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1.
Fam Pract ; 2022 Oct 21.
Article in English | MEDLINE | ID: covidwho-2077741

ABSTRACT

BACKGROUND: Media coverage of Lyme disease (LD) has led to an increase in consultations for presumed LD in Europe. However, LD is confirmed in only 10%-20% of patients, with a significant number remaining in a diagnostic dead-end. OBJECTIVES: To reach a deeper understanding of how patients themselves contribute to the diagnostic process. To describe the genesis of the LD hypothesis in care pathways. METHODS: In 2019, 30 patients from a prospective cohort consulting in the infectious diseases department at University Hospital in Marseille for presumed LD were recruited for semistructured interviews. The inclusion criteria were: suffering from subjective symptoms for 6 months, no clinical or paraclinical argument suggesting current LD. The patients' medical trajectories were collected using a biographical approach. RESULTS: The diagnosis of LD was primarily triggered by identification with personal testimonies found on the Internet. Most of patients were leading their own diagnostic investigation. The majority of participants were convinced they had LD despite the lack of medical evidence and the scepticism of their referring GP. CONCLUSION: GPs should first systematically explore patients' aetiologic representations in order to improve adherence to the diagnosis especially in the management of medically unexplained symptoms. Long COVID-19 syndrome challenge offers an opportunity to promote active patient involvement in diagnosis.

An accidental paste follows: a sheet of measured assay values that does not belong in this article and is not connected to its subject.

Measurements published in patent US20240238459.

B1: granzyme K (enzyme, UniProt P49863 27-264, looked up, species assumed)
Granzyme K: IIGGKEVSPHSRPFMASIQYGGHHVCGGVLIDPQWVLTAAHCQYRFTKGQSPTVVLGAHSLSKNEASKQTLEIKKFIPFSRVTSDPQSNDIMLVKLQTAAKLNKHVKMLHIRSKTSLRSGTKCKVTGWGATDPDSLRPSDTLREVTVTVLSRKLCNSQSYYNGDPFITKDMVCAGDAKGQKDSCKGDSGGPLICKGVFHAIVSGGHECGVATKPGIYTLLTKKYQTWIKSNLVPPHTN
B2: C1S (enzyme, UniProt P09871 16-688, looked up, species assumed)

2.
Vaccine ; 40(47): 6802-6805, 2022 Nov 08.
Article in English | MEDLINE | ID: covidwho-2069772

ABSTRACT